Published Friday, Oct. 19, 2012 | 8:59 a.m.
Updated Friday, Oct. 19, 2012 | 11:10 a.m.
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- Emotional vigil honors victims in fatal bus stop crash (9-21-2012)
- Defense attorneys: Man who drove into bus stop was under legal limit for alcohol (9-20-2012)
- Metro Police say driver in fatal bus stop crash is being transferred to jail (9-14-2012)
- Day after deadly crash, bus riders wonder about missing passengers (9-14-2012)
- Police ID driver in bus-stop crash that killed 4 (9-13-2012)
- After agonizing wait at bus stop crash site, daughter learns of mom’s death (9-13-2012)
- Riders worry for their safety at Las Vegas bus stops (9-13-2012)
- A sad litany of accidents at bus stops (9-13-2012)
Gary Lee Hosey Jr. admits responsibility for the accident last month that killed four people waiting at a bus stop but denies he was driving while impaired, his attorney said Friday after a hearing in Las Vegas Justice Court.
During the court appearance, Dayvid Figler, Hosey’s attorney, waived his client’s right to a preliminary hearing, meaning the case against Hosey will be heard in Clark County District Court.
“Having reviewed all the witness statements and having reviewed the scientific and forensic evidence, it doesn’t seem like there would be any significant benefit to a full preliminary hearing today,” Figler said.
Hosey, 24, is scheduled to be arraigned in District Court at 1:30 p.m. Oct. 31.
After the hearing, Figler said Hosey had taken responsibility for his actions and was “extremely remorseful” but contended that speeding, not drugs or alcohol, was the primary factor in the crash.
“Mr. Hosey takes responsibility for his actions. … We’re going to continue to go forward with this case and come to a resolution we hope will be fair for everybody,” Figler said.
Hosey remains in custody at the Clark County Detention Center on $4 million bail.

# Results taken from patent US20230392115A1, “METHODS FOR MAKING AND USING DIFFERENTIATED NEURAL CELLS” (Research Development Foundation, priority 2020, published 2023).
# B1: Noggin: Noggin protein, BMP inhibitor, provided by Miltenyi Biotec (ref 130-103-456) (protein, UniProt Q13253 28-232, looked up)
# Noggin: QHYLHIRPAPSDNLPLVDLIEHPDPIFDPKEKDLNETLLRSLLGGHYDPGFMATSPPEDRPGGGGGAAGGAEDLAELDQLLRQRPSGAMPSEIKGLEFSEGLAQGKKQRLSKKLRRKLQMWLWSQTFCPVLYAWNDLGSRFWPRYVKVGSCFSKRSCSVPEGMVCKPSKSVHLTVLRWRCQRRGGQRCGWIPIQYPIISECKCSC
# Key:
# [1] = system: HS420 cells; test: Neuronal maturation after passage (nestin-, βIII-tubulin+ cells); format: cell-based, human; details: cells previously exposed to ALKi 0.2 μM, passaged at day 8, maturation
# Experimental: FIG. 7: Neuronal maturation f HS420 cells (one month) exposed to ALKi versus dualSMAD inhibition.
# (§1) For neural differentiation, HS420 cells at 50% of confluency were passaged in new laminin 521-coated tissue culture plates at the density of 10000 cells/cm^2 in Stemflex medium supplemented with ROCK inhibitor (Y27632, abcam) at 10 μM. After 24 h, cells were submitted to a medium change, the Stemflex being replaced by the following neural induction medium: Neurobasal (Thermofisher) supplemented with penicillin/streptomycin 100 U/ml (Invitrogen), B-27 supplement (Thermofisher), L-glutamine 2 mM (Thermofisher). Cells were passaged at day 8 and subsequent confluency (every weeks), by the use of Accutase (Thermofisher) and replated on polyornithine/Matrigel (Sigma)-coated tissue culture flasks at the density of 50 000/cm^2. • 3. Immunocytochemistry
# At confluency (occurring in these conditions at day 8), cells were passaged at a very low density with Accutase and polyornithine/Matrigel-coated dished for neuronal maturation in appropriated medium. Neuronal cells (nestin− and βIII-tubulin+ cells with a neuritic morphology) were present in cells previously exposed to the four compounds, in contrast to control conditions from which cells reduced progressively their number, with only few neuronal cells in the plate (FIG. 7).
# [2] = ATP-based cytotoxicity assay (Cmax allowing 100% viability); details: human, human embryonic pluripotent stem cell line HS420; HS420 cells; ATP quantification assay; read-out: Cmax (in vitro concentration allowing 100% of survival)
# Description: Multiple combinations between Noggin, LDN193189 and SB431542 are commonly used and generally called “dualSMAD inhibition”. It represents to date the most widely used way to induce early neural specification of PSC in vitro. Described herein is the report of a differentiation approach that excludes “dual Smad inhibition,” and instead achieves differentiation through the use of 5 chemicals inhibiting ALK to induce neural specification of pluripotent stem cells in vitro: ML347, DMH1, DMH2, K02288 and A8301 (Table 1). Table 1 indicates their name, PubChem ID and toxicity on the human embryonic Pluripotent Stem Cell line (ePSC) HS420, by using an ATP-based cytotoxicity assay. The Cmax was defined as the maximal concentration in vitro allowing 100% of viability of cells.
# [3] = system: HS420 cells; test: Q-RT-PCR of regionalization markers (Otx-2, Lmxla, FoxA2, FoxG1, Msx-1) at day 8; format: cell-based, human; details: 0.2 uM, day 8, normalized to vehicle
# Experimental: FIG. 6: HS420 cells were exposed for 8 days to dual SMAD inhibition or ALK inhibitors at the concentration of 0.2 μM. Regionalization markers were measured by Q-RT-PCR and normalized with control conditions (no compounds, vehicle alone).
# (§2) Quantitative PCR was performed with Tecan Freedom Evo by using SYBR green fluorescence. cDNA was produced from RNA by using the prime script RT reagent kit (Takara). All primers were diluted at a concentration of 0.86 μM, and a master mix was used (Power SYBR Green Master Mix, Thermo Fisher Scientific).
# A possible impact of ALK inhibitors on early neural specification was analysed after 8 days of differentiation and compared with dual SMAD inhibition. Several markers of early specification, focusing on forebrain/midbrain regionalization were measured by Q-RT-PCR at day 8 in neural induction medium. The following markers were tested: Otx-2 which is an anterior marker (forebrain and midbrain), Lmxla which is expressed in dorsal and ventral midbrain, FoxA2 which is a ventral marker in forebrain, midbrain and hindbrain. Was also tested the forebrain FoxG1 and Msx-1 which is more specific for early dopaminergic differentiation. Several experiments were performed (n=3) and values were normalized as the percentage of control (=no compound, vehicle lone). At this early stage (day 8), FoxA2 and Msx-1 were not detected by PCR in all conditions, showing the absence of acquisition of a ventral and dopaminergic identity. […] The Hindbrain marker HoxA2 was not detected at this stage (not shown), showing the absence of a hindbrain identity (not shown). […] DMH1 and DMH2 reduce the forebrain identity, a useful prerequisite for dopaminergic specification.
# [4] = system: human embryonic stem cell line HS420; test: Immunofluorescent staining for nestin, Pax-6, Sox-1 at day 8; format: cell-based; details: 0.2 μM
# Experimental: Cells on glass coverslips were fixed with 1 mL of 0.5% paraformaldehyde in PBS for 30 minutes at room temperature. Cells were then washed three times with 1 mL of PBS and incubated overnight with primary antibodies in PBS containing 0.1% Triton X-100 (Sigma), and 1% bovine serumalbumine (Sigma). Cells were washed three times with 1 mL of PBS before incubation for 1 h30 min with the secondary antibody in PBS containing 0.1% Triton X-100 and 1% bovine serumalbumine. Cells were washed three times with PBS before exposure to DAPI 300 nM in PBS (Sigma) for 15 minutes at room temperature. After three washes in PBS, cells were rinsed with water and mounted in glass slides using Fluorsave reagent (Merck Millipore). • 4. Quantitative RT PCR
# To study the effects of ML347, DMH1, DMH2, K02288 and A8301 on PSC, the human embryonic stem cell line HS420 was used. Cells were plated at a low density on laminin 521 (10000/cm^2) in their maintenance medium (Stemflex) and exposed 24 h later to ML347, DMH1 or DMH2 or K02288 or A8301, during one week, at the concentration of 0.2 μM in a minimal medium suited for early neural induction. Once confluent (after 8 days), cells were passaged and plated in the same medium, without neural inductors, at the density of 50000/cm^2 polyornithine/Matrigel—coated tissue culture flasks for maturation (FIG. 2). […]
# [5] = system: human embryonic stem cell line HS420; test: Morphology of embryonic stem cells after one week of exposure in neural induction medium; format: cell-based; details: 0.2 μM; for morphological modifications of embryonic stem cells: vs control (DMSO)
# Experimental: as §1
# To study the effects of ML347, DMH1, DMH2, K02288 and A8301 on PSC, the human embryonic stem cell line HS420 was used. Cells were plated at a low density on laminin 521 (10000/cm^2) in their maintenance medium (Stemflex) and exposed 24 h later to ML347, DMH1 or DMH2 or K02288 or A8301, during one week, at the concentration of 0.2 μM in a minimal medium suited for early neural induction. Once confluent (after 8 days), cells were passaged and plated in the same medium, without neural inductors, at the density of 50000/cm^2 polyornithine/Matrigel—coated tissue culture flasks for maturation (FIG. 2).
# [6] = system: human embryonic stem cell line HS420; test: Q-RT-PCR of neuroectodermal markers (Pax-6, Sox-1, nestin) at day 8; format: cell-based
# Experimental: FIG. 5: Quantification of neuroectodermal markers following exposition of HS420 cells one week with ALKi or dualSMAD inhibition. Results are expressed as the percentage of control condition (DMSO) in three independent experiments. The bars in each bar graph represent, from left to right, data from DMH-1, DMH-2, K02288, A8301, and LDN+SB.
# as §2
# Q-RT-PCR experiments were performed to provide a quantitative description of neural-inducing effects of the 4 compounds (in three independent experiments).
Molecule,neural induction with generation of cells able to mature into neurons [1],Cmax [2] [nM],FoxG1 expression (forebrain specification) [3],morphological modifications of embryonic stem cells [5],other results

The fatal crash happened the morning of Sept. 13 on Spring Mountain Road near Decatur Boulevard.
Metro Police said Hosey was behind the wheel of a Chevrolet Monte Carlo traveling at a high rate of speed when he apparently lost control and slammed into the bus stop.
The criminal complaint alleges Hosey’s blood-alcohol level exceeded the legal limit of 0.08 percent, based on blood samples taken within two hours of the wreck. In addition, the complaint alleges Hosey had more marijuana in his blood than the law allows.
The defense, however, has asserted that Hosey’s blood-alcohol content was below the legal threshold of 0.08.
Figler said Nevada’s marijuana laws were among the most stringent in the nation but science did not support the state’s definition of marijuana intoxication.
“Scientifically (the law) doesn’t have a great basis, but politically it is something very powerful,” Figler said.
In the courtroom Friday morning, members of Hosey’s family and what appeared to be family and friends of victims of the crash looked on during the short hearing.
Afterwards, the three passengers who were riding in the car with Hosey when the crash occurred were served search warrants to obtain DNA samples.
Chief Deputy District Attorney Eric Bauman said the samples would be used to help identify where each of the passengers was sitting in the vehicle at the time of the accident.
Figler, who does not represent any of the three passengers, called the incident a “curious sideshow.”
“It’s all very confusing,” Figler said. “I’m not sure why the state decided they wanted to randomly take DNA from people who were at the scene and what they’re going to with that.”